Eric Dolphy was born eighty-four years ago today. Playlist from Hamster, with whom I'll be eating tapas in about nine hours. Look, it's the Blog Days of Summer, the urge to bleggalgaze is high, I'm fighting it off better than you think I am, oh yes I am, and what I'm writing about in tablets that I can't publish here is driving me nuts, e.g.: predators and professors, plus the UVA clusterfuck. I will not write about work, I will not write about work, I will not write about work, I will not write about work, I will not write about work, I will not write about work, I will not write about work, I will not write about work, I will not write about work, I will not write about work. Or I will but not publish it here. Does appear occasionally in one of two other venues, which isn't true of what my life's hot topic is, it's fucking nuts (though everyone is fine), which does appear in tablets but won't be digitalized. I still feel a need to bullet, poem, and song you, but please, send me playlists.
- The city we built that they stole.
- Five bad arguments for government keeping secrets.
- Don't let the dot org full you.
- Of course. Back in 2008 when HRC was running for POTUS I had a running gag that mocked people for hammering HRC for blatantly overt political pandering. I mean, motherfucking Obama forever, but....
- Villager court jester has a fainting spell.
- Yesterday I thought about linking to an exceptionally sanctimonious Pastor Sanctimonious column but said fuck it - luckily, this guy didn't.
- Motherfucking media complains about motherfucking POTUS 12.
- Kill the poor.
- Go big or don't go.
- On his generation's greatest academic fraud. I call him that admiringly.
- Fun with copyright traps.
- On the virtues of not having the ball.
- Say yes to Branko!
- Attendance. Weirdest schedule ever.
- Klinsmann's dives.
- Half horse, half alligator. Ahab as America?
- Glière? Good thing I have access to a university library's music stacks.
- Alone Together.
- Out There.
- Come Sunday.
- Out of Nowhere.
FROM MY LIFE: A NAME TRIMMED WITH COLORED RIBBONS
A name trimmed They are seated in the shadows
with colored husking corn, shelling peas. Houses
ribbons of wood set in the ground. I try to
find the spot at which the pattern on
the floor repeats. Pink, and rosy,
quartz. They wade in brackish water.
The leaves outside the window
tricked the eye, demanding that one see them, focus on them,
making it impossible to look past them, and though holes
were opened through the foliage, they were as useless as port-
holes underwater looking into a dark sea, which only reflects
the room one seeks to look out from. Sometimes into
benevolent and other times into ghastly shapes. It speaks of a
few of the rather terrible blind. I grew stubborn until blue as
the eyes overlooking the bay from the bridge scattered over
its bowls through a fading light and backed by the protest of
the bright breathless West. Each bit of jello had been molded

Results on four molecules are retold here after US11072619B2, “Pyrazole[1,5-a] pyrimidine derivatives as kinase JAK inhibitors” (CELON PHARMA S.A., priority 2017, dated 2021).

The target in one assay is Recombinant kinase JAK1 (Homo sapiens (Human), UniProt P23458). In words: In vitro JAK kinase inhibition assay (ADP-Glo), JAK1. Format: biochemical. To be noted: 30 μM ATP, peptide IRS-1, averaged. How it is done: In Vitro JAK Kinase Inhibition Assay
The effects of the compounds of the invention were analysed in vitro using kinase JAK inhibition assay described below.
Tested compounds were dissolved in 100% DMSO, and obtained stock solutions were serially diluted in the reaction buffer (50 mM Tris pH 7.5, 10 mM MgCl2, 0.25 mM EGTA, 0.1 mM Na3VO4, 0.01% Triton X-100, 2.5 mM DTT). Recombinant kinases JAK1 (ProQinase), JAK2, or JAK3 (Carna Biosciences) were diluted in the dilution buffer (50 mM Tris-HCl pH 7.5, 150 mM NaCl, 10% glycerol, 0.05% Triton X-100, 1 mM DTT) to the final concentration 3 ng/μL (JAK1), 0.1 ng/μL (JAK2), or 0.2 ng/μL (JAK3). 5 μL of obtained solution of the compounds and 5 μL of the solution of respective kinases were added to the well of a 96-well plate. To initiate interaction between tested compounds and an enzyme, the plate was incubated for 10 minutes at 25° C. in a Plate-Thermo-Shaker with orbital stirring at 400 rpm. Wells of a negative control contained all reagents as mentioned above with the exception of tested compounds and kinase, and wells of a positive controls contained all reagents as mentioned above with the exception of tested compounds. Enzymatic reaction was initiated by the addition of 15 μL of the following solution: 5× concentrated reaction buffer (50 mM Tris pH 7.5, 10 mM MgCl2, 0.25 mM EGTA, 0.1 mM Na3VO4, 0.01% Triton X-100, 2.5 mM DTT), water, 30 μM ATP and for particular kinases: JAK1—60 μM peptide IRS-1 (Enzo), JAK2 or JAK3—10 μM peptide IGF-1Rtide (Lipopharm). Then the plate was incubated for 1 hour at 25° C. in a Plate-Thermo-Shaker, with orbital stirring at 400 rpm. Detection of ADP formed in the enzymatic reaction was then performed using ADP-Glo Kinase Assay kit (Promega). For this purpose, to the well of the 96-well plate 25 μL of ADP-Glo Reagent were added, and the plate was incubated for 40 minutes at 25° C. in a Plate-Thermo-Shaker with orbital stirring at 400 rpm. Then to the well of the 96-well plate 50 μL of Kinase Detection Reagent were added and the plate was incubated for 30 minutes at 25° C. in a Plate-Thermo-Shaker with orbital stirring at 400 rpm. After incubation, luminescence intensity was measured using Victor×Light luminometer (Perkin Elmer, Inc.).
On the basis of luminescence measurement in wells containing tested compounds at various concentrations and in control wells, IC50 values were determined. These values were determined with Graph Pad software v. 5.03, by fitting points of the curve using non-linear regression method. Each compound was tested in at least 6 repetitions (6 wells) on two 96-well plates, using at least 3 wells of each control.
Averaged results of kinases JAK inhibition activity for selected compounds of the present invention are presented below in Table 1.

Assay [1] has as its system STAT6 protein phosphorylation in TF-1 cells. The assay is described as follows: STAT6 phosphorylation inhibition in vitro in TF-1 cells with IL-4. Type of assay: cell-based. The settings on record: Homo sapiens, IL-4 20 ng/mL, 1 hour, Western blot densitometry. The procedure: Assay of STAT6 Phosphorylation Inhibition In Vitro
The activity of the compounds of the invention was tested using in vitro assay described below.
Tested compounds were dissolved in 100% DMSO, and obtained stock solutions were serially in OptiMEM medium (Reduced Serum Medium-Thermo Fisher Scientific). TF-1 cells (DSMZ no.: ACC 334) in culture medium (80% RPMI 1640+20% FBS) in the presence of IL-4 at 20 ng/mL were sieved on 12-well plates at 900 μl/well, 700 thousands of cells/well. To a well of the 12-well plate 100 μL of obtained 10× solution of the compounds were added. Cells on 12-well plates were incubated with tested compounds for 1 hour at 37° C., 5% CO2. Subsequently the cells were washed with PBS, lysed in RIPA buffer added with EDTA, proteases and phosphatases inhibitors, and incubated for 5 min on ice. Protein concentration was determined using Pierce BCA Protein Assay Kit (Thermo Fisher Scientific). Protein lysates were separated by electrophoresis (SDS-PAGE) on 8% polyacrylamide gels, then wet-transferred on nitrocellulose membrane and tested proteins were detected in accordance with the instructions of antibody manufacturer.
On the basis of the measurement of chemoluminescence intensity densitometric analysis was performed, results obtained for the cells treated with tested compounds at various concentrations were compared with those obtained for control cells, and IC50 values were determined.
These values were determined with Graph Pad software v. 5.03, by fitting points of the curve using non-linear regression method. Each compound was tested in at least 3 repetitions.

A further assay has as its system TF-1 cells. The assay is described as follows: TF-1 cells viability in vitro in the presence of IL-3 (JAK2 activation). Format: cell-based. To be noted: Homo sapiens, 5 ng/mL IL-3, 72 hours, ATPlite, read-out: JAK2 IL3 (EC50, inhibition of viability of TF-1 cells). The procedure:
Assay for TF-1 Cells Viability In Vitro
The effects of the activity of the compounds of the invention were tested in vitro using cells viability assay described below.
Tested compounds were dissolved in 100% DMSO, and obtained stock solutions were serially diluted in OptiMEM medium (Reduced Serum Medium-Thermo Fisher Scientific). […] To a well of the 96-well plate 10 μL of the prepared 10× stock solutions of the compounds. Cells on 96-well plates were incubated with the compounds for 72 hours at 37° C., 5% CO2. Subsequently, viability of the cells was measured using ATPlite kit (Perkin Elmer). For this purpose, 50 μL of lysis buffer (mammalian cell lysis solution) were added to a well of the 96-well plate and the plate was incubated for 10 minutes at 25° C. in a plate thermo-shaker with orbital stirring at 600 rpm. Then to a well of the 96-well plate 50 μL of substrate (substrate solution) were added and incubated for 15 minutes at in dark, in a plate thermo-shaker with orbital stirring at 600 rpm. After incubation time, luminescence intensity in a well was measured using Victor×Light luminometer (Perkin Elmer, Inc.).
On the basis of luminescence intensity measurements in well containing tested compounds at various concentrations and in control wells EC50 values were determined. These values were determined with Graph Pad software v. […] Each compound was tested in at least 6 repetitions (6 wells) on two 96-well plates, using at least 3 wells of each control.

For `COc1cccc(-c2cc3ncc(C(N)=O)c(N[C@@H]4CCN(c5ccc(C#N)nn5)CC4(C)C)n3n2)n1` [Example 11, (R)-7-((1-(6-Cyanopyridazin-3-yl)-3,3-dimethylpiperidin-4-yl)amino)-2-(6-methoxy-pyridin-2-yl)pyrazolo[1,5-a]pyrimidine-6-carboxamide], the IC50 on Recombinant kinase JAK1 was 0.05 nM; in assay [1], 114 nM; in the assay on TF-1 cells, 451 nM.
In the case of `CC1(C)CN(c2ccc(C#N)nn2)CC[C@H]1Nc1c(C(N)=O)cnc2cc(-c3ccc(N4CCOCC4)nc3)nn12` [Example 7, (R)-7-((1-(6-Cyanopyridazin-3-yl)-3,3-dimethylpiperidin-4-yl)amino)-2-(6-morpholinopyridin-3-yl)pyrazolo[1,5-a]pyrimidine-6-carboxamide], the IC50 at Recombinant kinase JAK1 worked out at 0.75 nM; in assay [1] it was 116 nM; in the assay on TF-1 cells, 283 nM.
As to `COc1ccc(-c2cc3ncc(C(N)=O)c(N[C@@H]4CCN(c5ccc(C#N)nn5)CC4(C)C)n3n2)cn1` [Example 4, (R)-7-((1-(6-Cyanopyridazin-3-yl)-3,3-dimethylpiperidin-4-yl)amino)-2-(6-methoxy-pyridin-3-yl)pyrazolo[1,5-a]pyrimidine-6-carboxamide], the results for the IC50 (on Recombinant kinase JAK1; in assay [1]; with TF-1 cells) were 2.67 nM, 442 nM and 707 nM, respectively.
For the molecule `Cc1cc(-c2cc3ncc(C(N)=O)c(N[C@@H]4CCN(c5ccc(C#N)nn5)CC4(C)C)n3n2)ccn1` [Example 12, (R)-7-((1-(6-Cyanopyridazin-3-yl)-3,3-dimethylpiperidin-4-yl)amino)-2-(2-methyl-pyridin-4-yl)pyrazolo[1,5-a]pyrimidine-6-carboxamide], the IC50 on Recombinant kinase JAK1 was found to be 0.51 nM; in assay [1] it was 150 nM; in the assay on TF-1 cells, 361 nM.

in tiny doll dishes, each trembling orange bit a different
shape, but all otherwise the same. I am urged out rummaging
into the sunshine, and the depths increase of blue above. A
paper hat afloat on a cone of water. The orange and gray
bugs were linked from their mating but faced in opposite
directions, and their scrambling amounted to nothing. This
simply means that the imagination is more restless than the
body. But, already, words. Can there be laughter without
comparisons. The tongue lisps in its hilarious panic. If, for ex-
ample, you say, “I always prefer being by myself,” and, then,
one afternoon, you want to telephone a friend, maybe you
feel you have betrayed your ideals. We have poured into the
sink the stale water in which the iris died. Life is hopelessly
frayed, all loose ends. A pansy suddenly, a web, a trail
remarkably’s a snail’s. It was an enormous egg, sitting in the
vineyard—an enormous rock-shaped egg. On that still day
my grandmother raked up the leaves beside a particular
pelargonium. With a name like that there is a lot you can do.
Children are not always inclined to choose such paths. You
can tell by the eucalyptus tree, its shaggy branches scatter
buttons. In the afternoons, when the shades were pulled for
my nap, the light coming through was of a dark yellow, near-
ly orange, melancholy, as heavy as honey, and it made me
thirsty. That doesn’t say it all, nor even a greater part. Yet it
seems even more incomplete when we were there in person.
Half the day in half the room. The wool makes one itch and
the scratching makes one warm. But herself that she obeyed
she dressed. It talks. The baby is scrubbed everywhere, he is
an apple. They are true kitchen stalwarts. The smell of
breathing fish and breathing shells seems sad, a mystery, rap-
turous, then dead. A self-centered being, in this different
world. A urinating doll, half-buried in sand. She is lying on
her stomach with one eye closed, driving a toy truck along
the road she has cleared with her fingers. I mean untroubled
by the distortions. That was the fashion when she was a
young woman and famed for her beauty, surrounded by
beaux. Once it was circular and that shape can still be seen
from the air. Protected by the dog. Protected by foghorns,
frog honks, cricket circles on the brown hills. It was a
message of happiness by which we were called into the room,
as if to receive a birthday present given early, because it was
too large to hide, or alive, a pony perhaps, his mane trimmed
with colored ribbons.